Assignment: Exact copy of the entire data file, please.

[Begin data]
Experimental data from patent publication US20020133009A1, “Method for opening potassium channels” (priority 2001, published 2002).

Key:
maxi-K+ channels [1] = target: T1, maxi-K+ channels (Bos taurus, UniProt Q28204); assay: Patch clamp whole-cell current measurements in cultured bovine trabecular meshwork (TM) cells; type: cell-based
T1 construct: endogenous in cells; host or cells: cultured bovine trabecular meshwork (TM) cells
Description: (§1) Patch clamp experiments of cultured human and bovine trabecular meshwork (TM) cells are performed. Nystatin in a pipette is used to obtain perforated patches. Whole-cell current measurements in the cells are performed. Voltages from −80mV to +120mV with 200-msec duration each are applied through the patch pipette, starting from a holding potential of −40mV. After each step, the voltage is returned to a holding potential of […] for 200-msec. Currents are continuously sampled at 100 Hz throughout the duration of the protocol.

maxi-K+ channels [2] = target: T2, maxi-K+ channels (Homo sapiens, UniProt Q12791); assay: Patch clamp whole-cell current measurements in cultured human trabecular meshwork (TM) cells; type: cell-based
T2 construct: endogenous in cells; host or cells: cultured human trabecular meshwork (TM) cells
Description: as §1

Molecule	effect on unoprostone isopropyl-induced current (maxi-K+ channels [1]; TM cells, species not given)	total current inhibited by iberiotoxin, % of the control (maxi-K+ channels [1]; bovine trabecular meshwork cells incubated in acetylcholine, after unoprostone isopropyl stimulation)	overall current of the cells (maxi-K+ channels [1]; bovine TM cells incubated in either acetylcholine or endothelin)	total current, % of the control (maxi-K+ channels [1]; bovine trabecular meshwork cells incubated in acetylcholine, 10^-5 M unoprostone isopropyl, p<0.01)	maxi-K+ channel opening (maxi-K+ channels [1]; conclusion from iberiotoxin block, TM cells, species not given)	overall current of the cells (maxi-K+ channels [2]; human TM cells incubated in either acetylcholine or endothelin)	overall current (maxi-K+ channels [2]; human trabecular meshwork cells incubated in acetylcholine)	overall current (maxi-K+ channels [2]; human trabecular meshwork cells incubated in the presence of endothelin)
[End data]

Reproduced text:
Experimental data from patent publication US20020133009A1, “Method for opening potassium channels” (priority 2001, published 2002).

Key:
maxi-K+ channels [1] = target: T1, maxi-K+ channels (Bos taurus, UniProt Q28204); assay: Patch clamp whole-cell current measurements in cultured bovine trabecular meshwork (TM) cells; type: cell-based
T1 construct: endogenous in cells; host or cells: cultured bovine trabecular meshwork (TM) cells
Description: (§1) Patch clamp experiments of cultured human and bovine trabecular meshwork (TM) cells are performed. Nystatin in a pipette is used to obtain perforated patches. Whole-cell current measurements in the cells are performed. Voltages from −80mV to +120mV with 200-msec duration each are applied through the patch pipette, starting from a holding potential of −40mV. After each step, the voltage is returned to a holding potential of […] for 200-msec. Currents are continuously sampled at 100 Hz throughout the duration of the protocol.

maxi-K+ channels [2] = target: T2, maxi-K+ channels (Homo sapiens, UniProt Q12791); assay: Patch clamp whole-cell current measurements in cultured human trabecular meshwork (TM) cells; type: cell-based
T2 construct: endogenous in cells; host or cells: cultured human trabecular meshwork (TM) cells
Description: as §1

Molecule	effect on unoprostone isopropyl-induced current (maxi-K+ channels [1]; TM cells, species not given)	total current inhibited by iberiotoxin, % of the control (maxi-K+ channels [1]; bovine trabecular meshwork cells incubated in acetylcholine, after unoprostone isopropyl stimulation)	overall current of the cells (maxi-K+ channels [1]; bovine TM cells incubated in either acetylcholine or endothelin)	total current, % of the control (maxi-K+ channels [1]; bovine trabecular meshwork cells incubated in acetylcholine, 10^-5 M unoprostone isopropyl, p<0.01)	maxi-K+ channel opening (maxi-K+ channels [1]; conclusion from iberiotoxin block, TM cells, species not given)	overall current of the cells (maxi-K+ channels [2]; human TM cells incubated in either acetylcholine or endothelin)	overall current (maxi-K+ channels [2]; human trabecular meshwork cells incubated in acetylcholine)	overall current (maxi-K+ channels [2]; human trabecular meshwork cells incubated in the presence of endothelin)